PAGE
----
This is a very good example of how monthly publications of short prose can be beneficial to both experienced and emerging authors. These publishers and editors—more often than not—are excited to work with authors in honing their craft, and give constructive criticism and feedback. If the author takes their feedback, dwells on it, and learns from it: said author will return to the publication with a higher quality of writing, and it is win-win for both parties.

               This is just one example from one magazine. eFiction Magazine may not be for every writer, though. My advice is to search out the perfect home for your work.

               Now, any publication that accepts submissions is bound to receive hundreds, sometimes thousands of manuscripts. For this reason, some magazines will only actively accept submissions during their pre-set reading periods. If the magazine is swamped or backlogged, they will usually have an open-period, averaging six out of twelve months per year. These open reading periods will be posted on their website—usually on their Guidelines Page—and I cannot stress enough how important it is for writers to adhere to this. If you submit your manuscript during their off-times, you are wasting their time, and probably won’t make any friends in the editing room. Follow the rules set by the magazine’s guidelines (ie. formatting, reading periods, word counts, etc.) and your story is guaranteed to be read and given serious consideration based on its merit.

               Among the guidelines a publication may specify, formatting is probably the most important. Every editor has their own idea of how your manuscript should be formatted while he/she reads it. Often, it will be in Standard Manuscript Formatting, but this is not true for all printing houses. Just like a writer likes to format their story in their own way while writing, editors like to see everything they read in their own preferred format. Second: word-counts. This is also very important; guidelines for a publication are usually set-in-stone. If the guidelines tell you that the magazine accepts submissions of 2,500 to 7,500 words, than the ideal manuscript they are looking for, is right around 5,000 words. If your story comes in at 9,000 words, query the editor first, (if they accept queries); and if they would like to make an exception, they will let you know. Otherwise, you might want to look for another magazine, or do some editing to cut-down length. An editor knows exactly how many words his/her issue has room for; and just like playing Tetris, he will try and fit the highest amount of quality work into a single issue. This is one of the main duties of an editor, so take word counts very seriously. As a guide, I have listed word-counts below to give you an idea of what your story may be, based on its word-count:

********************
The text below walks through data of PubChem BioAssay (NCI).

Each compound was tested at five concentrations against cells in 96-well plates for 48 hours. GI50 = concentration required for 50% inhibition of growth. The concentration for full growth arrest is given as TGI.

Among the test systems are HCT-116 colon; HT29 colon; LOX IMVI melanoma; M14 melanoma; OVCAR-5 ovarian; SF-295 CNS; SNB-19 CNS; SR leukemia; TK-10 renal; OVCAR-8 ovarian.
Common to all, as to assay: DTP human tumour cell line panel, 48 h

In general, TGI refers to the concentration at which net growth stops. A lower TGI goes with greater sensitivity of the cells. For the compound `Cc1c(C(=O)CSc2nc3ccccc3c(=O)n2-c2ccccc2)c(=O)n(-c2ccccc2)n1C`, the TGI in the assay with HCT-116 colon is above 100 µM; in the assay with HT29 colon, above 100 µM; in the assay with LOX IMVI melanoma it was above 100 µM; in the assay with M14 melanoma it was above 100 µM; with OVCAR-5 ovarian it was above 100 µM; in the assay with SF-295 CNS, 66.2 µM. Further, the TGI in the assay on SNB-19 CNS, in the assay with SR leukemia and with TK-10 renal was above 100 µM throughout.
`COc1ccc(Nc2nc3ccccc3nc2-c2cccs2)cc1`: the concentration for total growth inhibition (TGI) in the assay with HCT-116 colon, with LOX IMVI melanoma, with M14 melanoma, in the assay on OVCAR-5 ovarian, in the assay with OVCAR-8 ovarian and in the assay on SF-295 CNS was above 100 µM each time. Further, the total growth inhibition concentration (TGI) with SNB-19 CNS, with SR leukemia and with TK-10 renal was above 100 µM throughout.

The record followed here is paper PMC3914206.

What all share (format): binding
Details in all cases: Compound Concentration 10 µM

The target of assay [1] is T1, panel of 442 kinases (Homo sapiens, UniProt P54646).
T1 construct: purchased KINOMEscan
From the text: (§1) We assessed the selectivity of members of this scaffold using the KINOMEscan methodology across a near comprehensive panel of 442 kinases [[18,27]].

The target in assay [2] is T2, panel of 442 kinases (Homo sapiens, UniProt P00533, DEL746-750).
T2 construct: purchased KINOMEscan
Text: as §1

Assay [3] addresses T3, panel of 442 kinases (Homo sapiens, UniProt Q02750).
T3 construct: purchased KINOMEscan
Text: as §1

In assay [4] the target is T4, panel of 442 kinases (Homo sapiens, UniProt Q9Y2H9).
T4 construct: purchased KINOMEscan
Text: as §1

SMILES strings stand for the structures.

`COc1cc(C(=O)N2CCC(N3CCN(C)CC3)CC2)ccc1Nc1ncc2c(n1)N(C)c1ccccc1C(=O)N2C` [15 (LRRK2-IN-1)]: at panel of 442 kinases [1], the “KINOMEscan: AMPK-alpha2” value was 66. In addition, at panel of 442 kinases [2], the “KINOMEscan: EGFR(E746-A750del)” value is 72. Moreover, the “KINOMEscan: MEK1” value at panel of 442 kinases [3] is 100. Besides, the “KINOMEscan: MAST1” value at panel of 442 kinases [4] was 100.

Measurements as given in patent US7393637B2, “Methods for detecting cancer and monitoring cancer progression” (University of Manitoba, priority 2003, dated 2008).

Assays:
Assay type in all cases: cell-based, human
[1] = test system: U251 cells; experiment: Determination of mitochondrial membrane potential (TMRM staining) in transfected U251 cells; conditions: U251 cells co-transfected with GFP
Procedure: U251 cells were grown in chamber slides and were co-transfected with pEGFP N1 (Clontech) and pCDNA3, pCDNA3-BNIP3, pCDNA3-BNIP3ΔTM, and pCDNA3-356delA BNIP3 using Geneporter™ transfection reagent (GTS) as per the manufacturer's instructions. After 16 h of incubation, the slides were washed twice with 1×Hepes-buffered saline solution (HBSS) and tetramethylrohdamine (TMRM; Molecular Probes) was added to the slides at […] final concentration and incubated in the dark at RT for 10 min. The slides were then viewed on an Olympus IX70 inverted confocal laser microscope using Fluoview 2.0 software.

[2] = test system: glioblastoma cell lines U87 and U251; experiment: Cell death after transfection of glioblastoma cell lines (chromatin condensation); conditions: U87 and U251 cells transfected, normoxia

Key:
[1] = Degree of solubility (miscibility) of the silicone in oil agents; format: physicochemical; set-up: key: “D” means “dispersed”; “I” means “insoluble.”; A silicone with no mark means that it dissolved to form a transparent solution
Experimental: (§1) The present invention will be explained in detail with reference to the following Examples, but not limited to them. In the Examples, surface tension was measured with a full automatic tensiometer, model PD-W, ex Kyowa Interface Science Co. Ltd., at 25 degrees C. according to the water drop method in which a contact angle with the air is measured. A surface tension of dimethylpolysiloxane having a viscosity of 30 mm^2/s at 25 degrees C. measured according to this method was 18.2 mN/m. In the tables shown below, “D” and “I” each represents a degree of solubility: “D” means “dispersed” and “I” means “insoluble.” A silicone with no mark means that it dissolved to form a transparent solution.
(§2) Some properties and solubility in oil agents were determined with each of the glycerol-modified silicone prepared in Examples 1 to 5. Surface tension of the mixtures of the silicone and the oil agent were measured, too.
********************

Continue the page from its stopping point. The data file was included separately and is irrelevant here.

·         MICRO FICTION: 0 – 100 Words
·         FLASH FICTION: 100 – 1,000 Words
·         SHORT STORY: 1,000 – 7,500 Words
·         NOVELLETE: 7,500 – 20,000 Words
·         NOVELLA: 20,000 – 50,000 Words
·         NOVEL: 50,000 – 110,000 Words
·         EPICS and SEQUELS: Over 110,000 Words

        Again, this is a beginner’s guide to the wonderful world of short fiction and the submission process. Serious writers of short stories should use this article as a jumping-off point and continue their own research into the guidelines of separate publications. I feel the need to reiterate the fact that the short story market, its submission and editing processes, can be one of the most useful tools a writer can utilize. Follow this guide and delve into as many publishers’ guidelines as can be obtained, read them thoroughly, take them seriously, and your story will see its day as a concise and publishable piece of work.

For additional information, take a look at the following websites:
http://www.efictionmag.com/
http://www.writersandrunoffs.webs.com/
http://submissions.cynicmag.com/guidelines.aspx

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From → Writing

2 Comments